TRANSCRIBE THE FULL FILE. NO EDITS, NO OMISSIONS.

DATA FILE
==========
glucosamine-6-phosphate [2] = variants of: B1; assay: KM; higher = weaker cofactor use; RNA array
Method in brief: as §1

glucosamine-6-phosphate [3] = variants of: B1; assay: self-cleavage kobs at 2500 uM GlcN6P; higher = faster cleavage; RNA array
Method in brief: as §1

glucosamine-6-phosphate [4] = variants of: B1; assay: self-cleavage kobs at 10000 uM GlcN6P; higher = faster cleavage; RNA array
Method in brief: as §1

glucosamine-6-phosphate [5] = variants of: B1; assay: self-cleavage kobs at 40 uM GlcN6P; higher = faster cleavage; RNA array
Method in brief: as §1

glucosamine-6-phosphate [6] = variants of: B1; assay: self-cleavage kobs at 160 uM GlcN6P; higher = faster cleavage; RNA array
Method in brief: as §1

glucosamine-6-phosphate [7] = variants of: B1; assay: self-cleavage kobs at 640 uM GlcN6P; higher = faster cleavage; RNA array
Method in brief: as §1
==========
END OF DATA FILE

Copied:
glucosamine-6-phosphate [2] = variants of: B1; assay: KM; higher = weaker cofactor use; RNA array
Method in brief: as §1

glucosamine-6-phosphate [3] = variants of: B1; assay: self-cleavage kobs at 2500 uM GlcN6P; higher = faster cleavage; RNA array
Method in brief: as §1

glucosamine-6-phosphate [4] = variants of: B1; assay: self-cleavage kobs at 10000 uM GlcN6P; higher = faster cleavage; RNA array
Method in brief: as §1

glucosamine-6-phosphate [5] = variants of: B1; assay: self-cleavage kobs at 40 uM GlcN6P; higher = faster cleavage; RNA array
Method in brief: as §1

glucosamine-6-phosphate [6] = variants of: B1; assay: self-cleavage kobs at 160 uM GlcN6P; higher = faster cleavage; RNA array
Method in brief: as §1

glucosamine-6-phosphate [7] = variants of: B1; assay: self-cleavage kobs at 640 uM GlcN6P; higher = faster cleavage; RNA array
Method in brief: as §1